Donors won’t give to your non-profit organization unless and until they feel that they make a difference. They give anywhere from a dollar a month to thousands of dollars every year. They’ve always given and always will.
At the same time, they’re human, and not just an endless wallet.
Is This What Your Donors Are Saying?
I’ve given to (non-profit organization) for the last six years. I gladly give whenever I can, but I’d like some kind of recognition for the money I give them. The only thing I ever get is a form-letter thank you, with a request for more tacked on. Or another bunch of address stickers. Just once I’d like someone there to take the time to send me a real thank you note!
A “Thank You” note sent by mail does wonders. It shows that your organization (and you in particular because you signed it) cares as much for the donor herself as for the money she sends. Granted, it might be difficult to manage if you’re a large organization. But, even then, a keyboarded note of thanks on good stationery, personally signed, and sent by post can go a long way. It isn’t impossible. It’s the ultimate “Thank You” in a world that relies more and more on instant gratification.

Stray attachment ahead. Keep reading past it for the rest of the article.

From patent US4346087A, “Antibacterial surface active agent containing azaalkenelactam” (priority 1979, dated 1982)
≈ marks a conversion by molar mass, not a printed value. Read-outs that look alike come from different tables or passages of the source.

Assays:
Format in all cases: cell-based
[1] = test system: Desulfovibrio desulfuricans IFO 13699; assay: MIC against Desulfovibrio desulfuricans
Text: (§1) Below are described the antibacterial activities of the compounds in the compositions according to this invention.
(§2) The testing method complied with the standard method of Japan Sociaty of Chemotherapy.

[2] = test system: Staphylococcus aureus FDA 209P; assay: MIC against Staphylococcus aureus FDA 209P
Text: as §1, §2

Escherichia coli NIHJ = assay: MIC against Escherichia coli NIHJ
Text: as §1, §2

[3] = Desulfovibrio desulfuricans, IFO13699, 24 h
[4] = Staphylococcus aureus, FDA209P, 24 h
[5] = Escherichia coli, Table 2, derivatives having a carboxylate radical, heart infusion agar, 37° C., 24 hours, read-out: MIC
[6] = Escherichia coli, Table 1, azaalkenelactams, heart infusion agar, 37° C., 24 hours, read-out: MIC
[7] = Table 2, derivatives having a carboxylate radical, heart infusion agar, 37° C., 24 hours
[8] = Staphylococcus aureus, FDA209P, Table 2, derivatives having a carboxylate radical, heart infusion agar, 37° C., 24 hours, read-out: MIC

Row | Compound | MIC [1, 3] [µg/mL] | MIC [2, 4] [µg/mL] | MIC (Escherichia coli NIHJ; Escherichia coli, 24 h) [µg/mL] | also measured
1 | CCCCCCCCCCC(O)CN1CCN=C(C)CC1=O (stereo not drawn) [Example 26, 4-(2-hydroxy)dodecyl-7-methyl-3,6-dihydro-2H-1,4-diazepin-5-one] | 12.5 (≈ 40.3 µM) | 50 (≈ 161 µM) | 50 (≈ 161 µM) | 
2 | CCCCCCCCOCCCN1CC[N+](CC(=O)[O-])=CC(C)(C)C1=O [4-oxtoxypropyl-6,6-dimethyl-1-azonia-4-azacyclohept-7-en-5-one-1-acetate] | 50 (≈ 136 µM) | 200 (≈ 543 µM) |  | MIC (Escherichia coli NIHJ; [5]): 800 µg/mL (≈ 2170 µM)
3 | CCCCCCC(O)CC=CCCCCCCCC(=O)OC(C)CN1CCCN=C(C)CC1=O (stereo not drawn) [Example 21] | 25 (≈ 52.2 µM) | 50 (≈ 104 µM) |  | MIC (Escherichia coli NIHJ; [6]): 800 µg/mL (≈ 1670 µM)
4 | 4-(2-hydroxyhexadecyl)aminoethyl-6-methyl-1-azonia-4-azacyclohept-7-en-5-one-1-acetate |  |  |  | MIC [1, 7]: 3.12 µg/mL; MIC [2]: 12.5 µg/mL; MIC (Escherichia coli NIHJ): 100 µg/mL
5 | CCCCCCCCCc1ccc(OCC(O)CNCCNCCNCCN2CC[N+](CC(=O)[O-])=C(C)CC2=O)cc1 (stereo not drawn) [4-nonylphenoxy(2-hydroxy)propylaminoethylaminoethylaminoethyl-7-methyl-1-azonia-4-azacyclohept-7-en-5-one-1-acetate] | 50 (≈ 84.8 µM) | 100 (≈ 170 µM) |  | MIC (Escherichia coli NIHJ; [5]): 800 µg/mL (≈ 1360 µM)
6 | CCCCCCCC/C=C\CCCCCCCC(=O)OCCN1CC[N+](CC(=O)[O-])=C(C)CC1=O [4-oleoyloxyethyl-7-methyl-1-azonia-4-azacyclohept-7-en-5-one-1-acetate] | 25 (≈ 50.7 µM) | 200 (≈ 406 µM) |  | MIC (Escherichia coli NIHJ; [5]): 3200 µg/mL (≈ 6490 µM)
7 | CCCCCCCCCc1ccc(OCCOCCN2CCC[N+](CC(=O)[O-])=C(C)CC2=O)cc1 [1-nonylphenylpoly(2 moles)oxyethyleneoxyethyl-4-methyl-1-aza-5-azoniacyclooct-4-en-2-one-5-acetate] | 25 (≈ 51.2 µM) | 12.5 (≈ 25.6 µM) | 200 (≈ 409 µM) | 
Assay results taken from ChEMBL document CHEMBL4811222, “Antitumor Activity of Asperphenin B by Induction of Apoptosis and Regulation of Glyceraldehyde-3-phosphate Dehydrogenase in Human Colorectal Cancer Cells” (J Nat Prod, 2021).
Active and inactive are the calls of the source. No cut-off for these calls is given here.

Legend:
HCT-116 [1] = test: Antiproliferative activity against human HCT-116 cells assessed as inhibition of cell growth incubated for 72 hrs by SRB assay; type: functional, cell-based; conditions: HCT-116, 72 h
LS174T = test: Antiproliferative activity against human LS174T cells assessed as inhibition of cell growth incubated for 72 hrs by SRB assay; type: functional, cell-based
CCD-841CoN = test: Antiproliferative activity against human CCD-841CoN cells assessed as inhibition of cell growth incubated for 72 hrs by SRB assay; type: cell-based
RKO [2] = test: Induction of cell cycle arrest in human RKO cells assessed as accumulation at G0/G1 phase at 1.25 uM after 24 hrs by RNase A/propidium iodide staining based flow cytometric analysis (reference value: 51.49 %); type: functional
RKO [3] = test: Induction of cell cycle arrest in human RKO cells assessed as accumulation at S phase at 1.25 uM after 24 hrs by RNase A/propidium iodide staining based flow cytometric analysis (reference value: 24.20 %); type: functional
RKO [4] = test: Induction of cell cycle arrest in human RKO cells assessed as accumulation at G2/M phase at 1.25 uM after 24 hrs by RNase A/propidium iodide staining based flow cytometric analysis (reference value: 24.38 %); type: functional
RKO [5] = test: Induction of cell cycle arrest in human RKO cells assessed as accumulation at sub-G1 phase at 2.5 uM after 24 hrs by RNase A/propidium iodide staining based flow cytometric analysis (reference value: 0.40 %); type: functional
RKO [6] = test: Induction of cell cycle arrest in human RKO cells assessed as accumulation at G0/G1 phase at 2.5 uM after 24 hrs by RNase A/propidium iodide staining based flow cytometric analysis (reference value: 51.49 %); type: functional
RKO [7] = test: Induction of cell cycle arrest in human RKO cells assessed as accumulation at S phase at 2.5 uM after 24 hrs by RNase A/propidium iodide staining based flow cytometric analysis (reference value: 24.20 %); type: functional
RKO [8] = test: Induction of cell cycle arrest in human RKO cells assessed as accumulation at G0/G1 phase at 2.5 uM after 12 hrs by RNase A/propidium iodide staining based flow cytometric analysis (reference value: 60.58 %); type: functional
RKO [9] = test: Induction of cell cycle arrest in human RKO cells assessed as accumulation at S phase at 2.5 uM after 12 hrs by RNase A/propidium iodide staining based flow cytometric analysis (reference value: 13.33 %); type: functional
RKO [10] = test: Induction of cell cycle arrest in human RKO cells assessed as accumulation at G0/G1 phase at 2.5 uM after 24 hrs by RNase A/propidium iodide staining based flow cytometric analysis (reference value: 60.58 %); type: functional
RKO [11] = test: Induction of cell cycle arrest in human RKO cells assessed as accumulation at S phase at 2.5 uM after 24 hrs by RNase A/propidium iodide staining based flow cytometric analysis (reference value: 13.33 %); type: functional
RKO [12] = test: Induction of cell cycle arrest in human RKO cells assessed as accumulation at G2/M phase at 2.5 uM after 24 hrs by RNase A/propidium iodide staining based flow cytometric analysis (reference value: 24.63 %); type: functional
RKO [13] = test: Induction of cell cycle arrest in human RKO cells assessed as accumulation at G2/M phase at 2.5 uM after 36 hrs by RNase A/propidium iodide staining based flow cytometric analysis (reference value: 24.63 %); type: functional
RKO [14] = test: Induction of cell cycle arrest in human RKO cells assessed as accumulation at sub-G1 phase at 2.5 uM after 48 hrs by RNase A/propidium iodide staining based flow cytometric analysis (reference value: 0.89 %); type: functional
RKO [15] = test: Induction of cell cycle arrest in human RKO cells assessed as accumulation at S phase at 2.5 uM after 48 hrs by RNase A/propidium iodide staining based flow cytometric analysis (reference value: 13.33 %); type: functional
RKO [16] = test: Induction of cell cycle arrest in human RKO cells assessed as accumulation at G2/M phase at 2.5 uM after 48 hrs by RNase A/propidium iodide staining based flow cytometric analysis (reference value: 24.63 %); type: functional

But, Donors Don’t Really Want Notes Like That!
Almost every donor says they want their money to go to the organization’s services. But, even then, they usually won’t blast the organization for sending a personal note. Especially since it’s void of an outright request.
Our Funds for Those Kinds of Thing Are Limited
How much is the lifetime gifts from that Donor? Most Donors give more than a hundred dollars every year in small increments ($10x12months=$120/year). They also give continually for as many as five, ten or thirty years. And thats for the monthly gifts.
They also give during the occasional special appeals.
Wouldnt you agree, then, that the roughly $3-$5 per once-a-year note of thanks is a minimal cost to spend and send?
It doesn’t take a lot of time or money to be kind.
Send it once a year, on their donation anniversary. Being on the receiving end (for once) will make the Donor feel that their donations really do count.
And, after feeling appreciated, the Donor will be ready to donate again (and maybe even more) for your next request for funds.
What do you think about sending real thank you notes? Let me hear from you in the comments below.